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Logo of nihpaAbout Author manuscriptsSubmit a manuscriptHHS Public Access; Author Manuscript; Accepted for publication in peer reviewed journal;
J Acquir Immune Defic Syndr. Author manuscript; available in PMC 2017 May 1.
Published in final edited form as:
PMCID: PMC4977191

Lamivudine monotherapy-based cART is efficacious for HBV treatment in HIV/HBV co-infection when baseline HBV DNA<20,000IU/ml

Yijia LI, M.D.,1,* Jing XIE, Ph.D.,1,* Yang HAN, Ph.D.,1 Huanling WANG, M.D.,1 Ting ZHU, B.S.,1 Nidan WANG, Ph.D., Wei LV, M.D.,1 Fuping GUO, M.D.,1 Zhifeng QIU, Ph.D.,1 Yanling LI, B.S.,1 Shanshan DU, B.S.,1 Xiaojing SONG, B.S.,1 Chloe L THIO, M.D.,2,# and Taisheng LI, M.D., Ph.D.1,#



Although combination antiretroviral therapy (cART) including tenofovir (TDF)+lamivudine (3TC) or emtricitabine (FTC) is recommended for treatment of HIV/HBV co-infected patients, TDF is unavailable in some resource-limited areas. Some data suggest that 3TC monotherapy-based cART may be effective in patients with low pre-treatment HBV DNA.


Prospective study of 151 Chinese HIV/HBV co-infected subjects of whom 60 received 3TC-based cART and 91 received TDF+3TC-based cART. Factors associated with HBV DNA suppression at 24 and 48 weeks, including anti-HBV drugs, baseline HBV DNA, and baseline CD4 cell count, were evaluated overall and stratified by baseline HBV DNA using Poisson regression with a robust error variance.


Baseline HBV DNA≥20,000 IU/ml was present in 48.3% and 44.0% of subjects in the 3TC and TDF groups, respectively (P=0.60). After 48 weeks of treatment, HBV DNA suppression rates were similar between these two groups (96.8% vs. 98.0% for 3TC and TDF+3TC, P>0.999) in subjects with baseline HBV DNA<20,000 IU/ml; while in those with baseline HBV DNA ≥20,000 IU/ml, TDF+3TC was associated with higher suppression rates (34.5% vs. 72.5% in 3TC and TDF+3TC groups, respectively, P=0.002). In stratified multivariate regression, TDF use (RR 1.98, P=0.010) and baseline HBV DNA (per 1 log increase in IU/ml, RR 0.74, P<0.001) were associated with HBV DNA suppression only when baseline HBV DNA≥20,000IU/ml.


This study suggests that 3TC monotherapy-based cART is efficacious for HBV treatment through 48 weeks in HIV/HBV co-infection when baseline HBV DNA<20,000IU/ml. Studies with long-term follow-up are warranted to determine if this finding persists.

Keywords: HIV, HBV, lamivudine, tenofovir, Hepatitis B surface antigen


Since human immunodeficiency virus (HIV) and hepatitis B virus (HBV) share the same transmission routes, co-infection is common, especially in areas where both diseases are prevalent. A recent retrospective multicenter study in China discovered that chronic HBV co-infection occurs in 12% of HIV-infected Chinese patients 1. Tenofovir (TDF)+lamivudine (3TC) or TDF+emtricitabine (FTC) based combination antiretroviral therapy (cART) is recommended for treatment of HIV/HBV co-infected patients 2 because they are both highly active against HIV and HBV viral replication. In addition, TDF is efficacious against 3TC-resistant HBV in HBV monoinfection 3. Despite this, TDF remains unavailable or expensive in some resource-limited areas; thus 3TC-based cART for HBV co-infection is given. Unfortunately, 3TC monotherapy has lower potency and genetic barrier to resistance, with around 20-25% mutation rate per year in HIV/HBV co-infected subjects 4; however, most of the subjects from whom resistance rate data come have high levels of HBV DNA prior to cART and resistance to 3TC does not usually develop when baseline HBV DNA levels are low. In a recent study from Côte d'Ivoire with treatment-naïve HIV/HBV co-infected subjects, those with high-level persistent HBV viremia and/or 3TC-associated HBV Pol mutations had high baseline HBV DNA levels (> 6 log IU/ml) 5. In most studies from developing countries 6, 7, including our previous report 8, a majority of HIV/HBV co-infected subjects had baseline HBV DNA <20,000IU/ml, which is the treatment threshold for HBV mono-infection 9. It is unknown whether 3TC-based cART has similar efficacy against HBV in comparison with TDF+3TC based cART in people with this low level of HBV DNA.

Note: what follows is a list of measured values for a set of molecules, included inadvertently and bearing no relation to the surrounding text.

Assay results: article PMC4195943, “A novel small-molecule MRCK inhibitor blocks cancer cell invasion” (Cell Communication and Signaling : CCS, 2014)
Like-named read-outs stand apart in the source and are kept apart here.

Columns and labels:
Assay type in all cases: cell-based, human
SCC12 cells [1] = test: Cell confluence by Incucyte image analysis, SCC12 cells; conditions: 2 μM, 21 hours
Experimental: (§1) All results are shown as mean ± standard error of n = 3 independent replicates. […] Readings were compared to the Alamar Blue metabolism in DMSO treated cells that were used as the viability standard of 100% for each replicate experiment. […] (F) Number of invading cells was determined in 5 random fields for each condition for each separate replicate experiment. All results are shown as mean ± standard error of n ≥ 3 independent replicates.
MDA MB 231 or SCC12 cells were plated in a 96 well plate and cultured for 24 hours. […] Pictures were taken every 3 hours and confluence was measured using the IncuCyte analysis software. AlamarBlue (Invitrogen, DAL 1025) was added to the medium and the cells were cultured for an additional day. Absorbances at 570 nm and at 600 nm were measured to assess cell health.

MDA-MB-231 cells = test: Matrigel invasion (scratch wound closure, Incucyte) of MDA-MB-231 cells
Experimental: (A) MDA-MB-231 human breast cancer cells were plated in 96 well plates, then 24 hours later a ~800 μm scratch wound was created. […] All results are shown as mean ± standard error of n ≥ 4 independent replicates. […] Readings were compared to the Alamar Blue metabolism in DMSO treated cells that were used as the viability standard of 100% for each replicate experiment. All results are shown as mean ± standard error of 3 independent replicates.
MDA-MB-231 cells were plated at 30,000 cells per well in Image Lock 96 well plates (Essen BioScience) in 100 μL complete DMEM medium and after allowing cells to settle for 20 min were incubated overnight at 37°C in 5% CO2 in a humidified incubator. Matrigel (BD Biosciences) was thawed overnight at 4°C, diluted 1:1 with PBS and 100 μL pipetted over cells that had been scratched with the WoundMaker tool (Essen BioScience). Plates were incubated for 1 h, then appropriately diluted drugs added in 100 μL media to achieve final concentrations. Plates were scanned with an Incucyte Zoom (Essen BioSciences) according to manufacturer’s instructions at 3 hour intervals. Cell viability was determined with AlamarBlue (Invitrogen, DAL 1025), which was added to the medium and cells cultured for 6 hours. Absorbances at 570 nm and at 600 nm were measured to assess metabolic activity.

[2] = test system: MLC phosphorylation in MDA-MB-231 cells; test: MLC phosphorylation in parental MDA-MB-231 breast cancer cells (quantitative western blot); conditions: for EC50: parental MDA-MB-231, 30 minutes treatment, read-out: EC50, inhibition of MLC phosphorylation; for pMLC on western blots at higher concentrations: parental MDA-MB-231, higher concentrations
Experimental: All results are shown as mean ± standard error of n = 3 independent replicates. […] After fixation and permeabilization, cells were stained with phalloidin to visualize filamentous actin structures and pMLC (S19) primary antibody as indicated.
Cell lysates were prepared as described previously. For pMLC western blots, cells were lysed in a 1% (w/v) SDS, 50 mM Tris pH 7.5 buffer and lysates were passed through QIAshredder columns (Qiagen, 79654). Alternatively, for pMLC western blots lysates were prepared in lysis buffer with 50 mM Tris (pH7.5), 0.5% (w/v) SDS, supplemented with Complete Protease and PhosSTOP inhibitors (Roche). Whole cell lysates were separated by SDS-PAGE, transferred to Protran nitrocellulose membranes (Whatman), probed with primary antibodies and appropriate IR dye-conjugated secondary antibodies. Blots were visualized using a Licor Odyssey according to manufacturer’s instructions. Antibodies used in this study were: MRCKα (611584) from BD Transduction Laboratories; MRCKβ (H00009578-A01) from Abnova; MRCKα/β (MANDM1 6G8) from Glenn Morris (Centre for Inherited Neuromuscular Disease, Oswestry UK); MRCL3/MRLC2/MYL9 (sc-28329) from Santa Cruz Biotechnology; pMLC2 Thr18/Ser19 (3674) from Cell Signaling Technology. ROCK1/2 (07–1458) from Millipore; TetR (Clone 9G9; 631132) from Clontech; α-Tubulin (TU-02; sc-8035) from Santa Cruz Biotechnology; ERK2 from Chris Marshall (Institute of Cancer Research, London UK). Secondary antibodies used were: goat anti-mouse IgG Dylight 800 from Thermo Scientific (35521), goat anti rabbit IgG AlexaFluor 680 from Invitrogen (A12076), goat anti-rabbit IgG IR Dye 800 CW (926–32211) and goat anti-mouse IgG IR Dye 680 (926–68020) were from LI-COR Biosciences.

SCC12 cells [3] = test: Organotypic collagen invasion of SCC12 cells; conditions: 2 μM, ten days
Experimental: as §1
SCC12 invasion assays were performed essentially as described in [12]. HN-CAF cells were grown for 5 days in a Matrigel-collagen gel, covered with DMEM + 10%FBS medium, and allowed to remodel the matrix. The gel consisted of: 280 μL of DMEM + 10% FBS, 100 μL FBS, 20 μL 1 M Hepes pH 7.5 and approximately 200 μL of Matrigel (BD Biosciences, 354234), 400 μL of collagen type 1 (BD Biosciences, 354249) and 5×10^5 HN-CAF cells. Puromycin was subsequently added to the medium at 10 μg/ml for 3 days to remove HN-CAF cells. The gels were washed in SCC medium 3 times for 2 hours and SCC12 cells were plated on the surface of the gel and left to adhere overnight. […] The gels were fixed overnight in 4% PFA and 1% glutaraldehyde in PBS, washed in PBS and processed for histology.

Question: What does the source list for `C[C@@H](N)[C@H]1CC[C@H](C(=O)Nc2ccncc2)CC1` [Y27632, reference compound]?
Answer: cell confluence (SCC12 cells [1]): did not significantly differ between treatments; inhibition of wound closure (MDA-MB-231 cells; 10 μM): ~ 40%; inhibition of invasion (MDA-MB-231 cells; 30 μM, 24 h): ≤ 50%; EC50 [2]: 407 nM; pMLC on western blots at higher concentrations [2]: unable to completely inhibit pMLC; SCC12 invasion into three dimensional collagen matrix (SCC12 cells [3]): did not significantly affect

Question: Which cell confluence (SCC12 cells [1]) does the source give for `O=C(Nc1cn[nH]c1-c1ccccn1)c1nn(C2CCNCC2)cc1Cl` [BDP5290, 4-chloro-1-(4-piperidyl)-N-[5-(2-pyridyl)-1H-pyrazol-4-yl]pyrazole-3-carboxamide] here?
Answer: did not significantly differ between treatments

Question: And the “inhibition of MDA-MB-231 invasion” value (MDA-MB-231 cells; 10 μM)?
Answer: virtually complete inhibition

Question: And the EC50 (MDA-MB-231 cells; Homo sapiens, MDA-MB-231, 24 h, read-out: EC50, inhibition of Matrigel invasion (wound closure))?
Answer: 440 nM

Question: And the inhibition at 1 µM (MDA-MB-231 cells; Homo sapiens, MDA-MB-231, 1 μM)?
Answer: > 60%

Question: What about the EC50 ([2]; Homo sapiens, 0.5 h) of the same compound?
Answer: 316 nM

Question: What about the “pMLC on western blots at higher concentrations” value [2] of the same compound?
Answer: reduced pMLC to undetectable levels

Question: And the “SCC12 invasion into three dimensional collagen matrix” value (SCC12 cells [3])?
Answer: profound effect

Before 2012, 3TC-based cART (zidovudine or stavudine plus 3TC as backbone) was the first-line treatment for all HIV-infected treatment-naïve patients in China 10, 11, including those with HIV/HBV co-infection. Since 2012, all newly treated HIV patients, including HIV/HBV co-infected patients, receive a TDF+3TC-based cART regimen. Thus, China is an ideal place to compare HBV outcomes between those who receive 3TC- or TDF+3TC-based cART to determine if 3TC-based cART is efficacious with low baseline HBV DNA.

Subjects and methods

Study subjects

The subjects in this study were previously-enrolled in one of the following four multicenter HIV cohorts in China: (1) 10th five-year (10-5) cohort (recruited between 2005 and 2007, reported in 12); (2) 11th five-year (11-5) cohort (recruited between 2008 and 2010, reported in 8); (3) 12th five-year cohort 4 (12-5-4, recruited between 2012 and 2014); (4) 12th five-year (12-5) cohort 6 (12-5-6, recruited between 2012 and 2014); (5) outpatient clinics (OP, recruited between 2012 and 2014) (Figure 1). The Institutional Review Board of Peking Union Medical College Hospital (PUMCH) approved the parent studies and each participant provided written informed consent. Inclusion criteria for the HIV cohorts were described previously 8, 12, including: (1) CD4 cell count lower than 350 cells/μl in 10th five-year cohort and 11th five-year cohort, CD4 cells lower than 500 cells/μl in 12th five-year cohort and outpatient clinics (CD4> 500 cells/μl can still be enrolled as long as adherence can be guaranteed in 12th five-year cohort 6 and outpatient clinic); (2) alanine transaminase (ALT) and aspartate aminotransferase (AST) lower than three times upper limit of normal (ULN, which is 40 IU/ml for both ALT and AST); (3) not pregnant. Enrollment criteria relevant to this study included: (1) HBV surface antigen positivity at baseline; (2) uninfected with hepatitis C virus (HCV) (anti-HCV negative or anti-HCV positive with negative HCV RNA); (3) no previous history of cART or anti-HBV treatment. All subjects from cohorts 10-5 and 11-5 received 3TC-based HBV-active cART (zidovudine or stavudine or didanosine plus 3TC plus nevirapine), while those from 12-5-4 received TDF+3TC-based HBV-active cART (TDF plus 3TC plus efavirenz or lopinavir/ritonavir). Subjects from cohorts 12-5-6 and OP received either 3TC-based or TDF+3TC-based HBV-active cART, which was determined by the standard of care at the time and locations they were enrolled. Thus, subjects from these cohorts contributed to both treatment arms.